Mechanism of Action of Transcranial Alternating Current Stimulation for the Treatment of Major Depressive Disorder

2018 Award: $100,000

Major depressive disorder (MDD) has devastating effects on patients and their families, including an increased risk of suicide. Thanks to previous FOH funding, promising results have demonstrated that transcranial alternating current stimulation (tACS) is a safe and effective therapy for MDD symptoms. This study is an expansion of previous projects, and will collect brain rhythm data to determine individualized response levels to the stimulation.

Need/Problem: Depression is a serious illness and many patients do not find relief with the current treatment options. Our Carolina Center for Neurostimulation has pioneered a novel form of non-invasive brain stimulation that applies a very weak but smart current to modulate brain rhythms. This potential new treatment is very safe (most patients cannot even feel the electricity) and potentially efficacious for the treatment of depression. Based on promising pilot data, we are excited to move ahead with this new study to better understand how the stimulation modulates brain rhythms such that we can further optimize the stimulation to develop personalized treatment protocols.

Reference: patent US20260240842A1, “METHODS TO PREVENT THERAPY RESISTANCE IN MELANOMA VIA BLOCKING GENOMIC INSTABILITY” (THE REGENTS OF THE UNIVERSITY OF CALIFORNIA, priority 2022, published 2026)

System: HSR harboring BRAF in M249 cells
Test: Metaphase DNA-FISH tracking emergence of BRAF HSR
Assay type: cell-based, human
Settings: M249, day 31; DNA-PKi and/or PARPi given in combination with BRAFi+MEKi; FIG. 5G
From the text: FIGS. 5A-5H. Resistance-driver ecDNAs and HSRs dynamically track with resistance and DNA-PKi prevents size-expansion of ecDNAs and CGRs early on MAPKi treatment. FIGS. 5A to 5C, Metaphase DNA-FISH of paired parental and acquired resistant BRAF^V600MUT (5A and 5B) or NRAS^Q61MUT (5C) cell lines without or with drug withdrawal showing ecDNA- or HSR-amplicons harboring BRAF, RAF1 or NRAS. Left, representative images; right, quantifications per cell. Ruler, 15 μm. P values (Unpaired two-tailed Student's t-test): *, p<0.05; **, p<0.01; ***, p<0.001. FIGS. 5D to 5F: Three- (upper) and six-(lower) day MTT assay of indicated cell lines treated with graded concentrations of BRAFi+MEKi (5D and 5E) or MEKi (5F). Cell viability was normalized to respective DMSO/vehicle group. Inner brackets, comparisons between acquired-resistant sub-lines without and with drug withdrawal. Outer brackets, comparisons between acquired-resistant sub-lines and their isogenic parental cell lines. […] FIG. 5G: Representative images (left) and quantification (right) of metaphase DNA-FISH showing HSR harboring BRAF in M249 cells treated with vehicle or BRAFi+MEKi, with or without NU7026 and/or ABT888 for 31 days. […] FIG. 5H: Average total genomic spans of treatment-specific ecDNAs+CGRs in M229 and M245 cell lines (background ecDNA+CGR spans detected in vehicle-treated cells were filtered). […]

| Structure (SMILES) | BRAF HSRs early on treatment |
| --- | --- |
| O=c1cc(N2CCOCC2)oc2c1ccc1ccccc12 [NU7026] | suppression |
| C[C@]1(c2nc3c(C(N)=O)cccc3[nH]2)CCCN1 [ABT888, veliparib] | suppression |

Grant Summary: In collaboration with Dr. David Rubinow, Chair of the Department of Psychiatry at UNC – Chapel Hill, we are conducting a randomized, placebo controlled clinical trial to investigate how transcranial alternating current stimulation (tACS) modulates alpha rhythms in the brain of patients with depression. By using advanced electronic sensors and recording hardware, we will track changes in brain rhythms in patients as they receive tACS for the treatment of their depression.

Goals and Projected Outcomes: Our goal is to understand how individual patients respond to the stimulation and how their electric brain activity changes in response to stimulation. Understanding not only if this potential new treatment reduces depression symptoms but also how it alters brain circuits will allow us to develop the next generation stimulation paradigms that are individualized for each patient to achieve maximal efficacy. This rational design approach that integrates medicine, biology, and engineering represents the unique and interdisciplinary expertise in the Carolina Center for Neurostimulation.

Flavio Frohlich, PhD

Grant Details: In this proposed study, we will test the efficacy of 10Hz-tACS against placebo stimulation in a 5-day, 40-minute per stimulation protocol. We propose a target engagement trial, with electroencephalogram (EEG) administered before and after each stimulation session, so to understand the short-term and cumulative effects of tACS in this population. In addition, we are adding several biological and physiological measures in conjunction with clinical/self-report measures to delineate how inter-individual differences shape the target engagement by 10Hz-tACS. This study will address a crucial gap between our basic science work on the mechanisms of tACS and our exciting clinical findings from our previous study.